OCR Interpretation

The day book. (Chicago, Ill.) 1911-1917, January 16, 1913, Image 11

Image and text provided by University of Illinois at Urbana-Champaign Library, Urbana, IL

Persistent link: http://chroniclingamerica.loc.gov/lccn/sn83045487/1913-01-16/ed-1/seq-11/

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process of making bread the min
ute granules of starch in the
wheat flour were gathered in
small cells, hundreds of them in
a cell. They became coated with
gluten, a gelantinous substance
which formed the cells, and were
protected so carefully that the
heat didn't cook them or break
them open. All manner of ex
periments were tried, but raw
starch remained in the bread.
Finally Mrs. Sharpless got a
"hunch" from the way a paper
hanger mixed his flour for paste.
She mixed her flour, water,
yeast, etc., as quickly and light
ly as possible. Then she set it
aside to "raise."
When the mixture was "rais
ed," she did not knead it. She
merely shaped it into loaves
quickly and deftly, with as little
handling as possible.
Then she baked it in the usual
way. And the bread showed 90
per cent of the starch granules
broken up gelatinized cooked!
Moreover, its nutritive value
was doubled every loaf had the
nourishing power of two of the
old loaves.
Samples were submitted to
physicians and scientists. They
rnnlrln't hplipve what harl hppn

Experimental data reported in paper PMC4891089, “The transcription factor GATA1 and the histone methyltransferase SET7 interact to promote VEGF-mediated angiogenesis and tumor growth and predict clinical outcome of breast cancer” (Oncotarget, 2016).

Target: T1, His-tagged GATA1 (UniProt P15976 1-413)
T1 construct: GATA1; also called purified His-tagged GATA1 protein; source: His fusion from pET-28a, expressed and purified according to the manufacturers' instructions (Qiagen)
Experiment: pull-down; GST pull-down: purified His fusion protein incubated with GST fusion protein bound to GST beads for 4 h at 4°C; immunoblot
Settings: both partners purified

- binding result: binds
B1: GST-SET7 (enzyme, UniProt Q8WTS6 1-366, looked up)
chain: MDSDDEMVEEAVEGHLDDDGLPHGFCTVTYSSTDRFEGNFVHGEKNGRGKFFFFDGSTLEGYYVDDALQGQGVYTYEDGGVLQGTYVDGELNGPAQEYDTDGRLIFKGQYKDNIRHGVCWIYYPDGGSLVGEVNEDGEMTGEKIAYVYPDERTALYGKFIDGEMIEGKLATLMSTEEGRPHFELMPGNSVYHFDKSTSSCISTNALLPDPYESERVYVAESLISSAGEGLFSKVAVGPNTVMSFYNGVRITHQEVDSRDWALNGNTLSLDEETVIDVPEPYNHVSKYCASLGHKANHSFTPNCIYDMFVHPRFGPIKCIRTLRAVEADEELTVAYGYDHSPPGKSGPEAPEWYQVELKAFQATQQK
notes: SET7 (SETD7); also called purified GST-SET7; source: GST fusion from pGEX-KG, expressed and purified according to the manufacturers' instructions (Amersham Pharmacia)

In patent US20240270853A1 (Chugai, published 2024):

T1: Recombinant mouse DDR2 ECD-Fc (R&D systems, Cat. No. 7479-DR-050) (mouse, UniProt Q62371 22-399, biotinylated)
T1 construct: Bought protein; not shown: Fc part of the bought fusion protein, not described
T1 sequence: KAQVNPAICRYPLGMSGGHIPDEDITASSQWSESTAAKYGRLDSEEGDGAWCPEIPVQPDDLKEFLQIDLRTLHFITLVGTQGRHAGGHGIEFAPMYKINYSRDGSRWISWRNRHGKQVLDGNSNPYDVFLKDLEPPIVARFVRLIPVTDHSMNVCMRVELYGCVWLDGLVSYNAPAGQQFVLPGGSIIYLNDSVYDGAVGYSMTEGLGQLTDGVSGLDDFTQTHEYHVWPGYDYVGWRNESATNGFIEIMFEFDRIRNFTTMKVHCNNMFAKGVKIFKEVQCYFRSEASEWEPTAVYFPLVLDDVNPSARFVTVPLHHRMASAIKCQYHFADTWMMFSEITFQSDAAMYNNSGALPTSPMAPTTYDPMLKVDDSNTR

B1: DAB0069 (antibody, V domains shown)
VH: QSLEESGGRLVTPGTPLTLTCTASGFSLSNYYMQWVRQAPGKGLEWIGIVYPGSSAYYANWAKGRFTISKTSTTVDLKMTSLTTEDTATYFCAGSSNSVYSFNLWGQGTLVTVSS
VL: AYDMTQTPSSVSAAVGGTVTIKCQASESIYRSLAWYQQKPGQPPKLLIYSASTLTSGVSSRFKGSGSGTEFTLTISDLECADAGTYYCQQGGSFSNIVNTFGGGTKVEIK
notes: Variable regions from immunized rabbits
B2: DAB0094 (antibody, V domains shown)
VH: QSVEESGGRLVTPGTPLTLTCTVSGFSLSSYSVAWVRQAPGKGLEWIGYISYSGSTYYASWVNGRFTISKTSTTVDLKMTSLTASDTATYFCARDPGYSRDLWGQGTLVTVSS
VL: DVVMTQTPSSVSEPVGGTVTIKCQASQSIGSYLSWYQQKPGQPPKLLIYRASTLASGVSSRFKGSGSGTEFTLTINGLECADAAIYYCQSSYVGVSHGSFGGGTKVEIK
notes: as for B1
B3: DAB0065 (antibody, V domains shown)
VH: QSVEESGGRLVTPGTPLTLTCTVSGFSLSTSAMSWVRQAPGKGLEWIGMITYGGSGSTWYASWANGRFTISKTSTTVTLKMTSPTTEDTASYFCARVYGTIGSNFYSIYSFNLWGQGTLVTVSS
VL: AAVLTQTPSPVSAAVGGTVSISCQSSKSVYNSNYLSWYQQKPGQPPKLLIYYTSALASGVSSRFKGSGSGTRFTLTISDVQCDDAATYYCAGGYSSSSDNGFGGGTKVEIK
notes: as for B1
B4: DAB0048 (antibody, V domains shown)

fm accomplished. Dr. James McAl
lister, president of .the Drexel in
stitute, stamped it a wonderful
discovery, as did Prof. Reichert,
of the University of Pennsyl
vania, and Dr. S. Weir Mitchell,
the author and specialist, who is
one of the greatest physicians in
the world.
There is no secret about it.
Mrs. Sharpless wants everybody
to know how it is done. Just do
it quickly and don't knead it.
The whole idea is to disturb the
dough as little as possible.
The bread is not as pretty and
white as ordinary bread. But it
is real bread!
And Mrs. Sharpless' invalid
husband eats it without the
slightest disturbance of his dis
eased digestive system.
"I say, Jones," said his friend, :
"do you know why you're like a
"Like a donkey!" replied Jones,
excitedly and angrily. "No, in
deed, I don't!"
"Well," came the gentle an
swer, "because your better-half
is stubbornness herself!"
Jones chuckled long and mer
rily over the idea. It tickled him
immensely. When he got home
he decided to try it on the misses.
"Alice," he began, as he sat
down to supper, "do you know
why I'm a donkey?"
Then he waited a moment, pre
tending to toy with his chop, but,
in reality, he was watching his
wife's countenance. Ah, the an
swer was coming! Let him get
his words ready!
"Well, dear," came the gentle
reply, "I really suppose it's be
cause you were born so !"
o o
Morris Hogue hanged himself
at Los Angeles with his Christ- I
mas necktie. Little is it realized 3
how strong the temptation is in a !
Christmas necktie. 3

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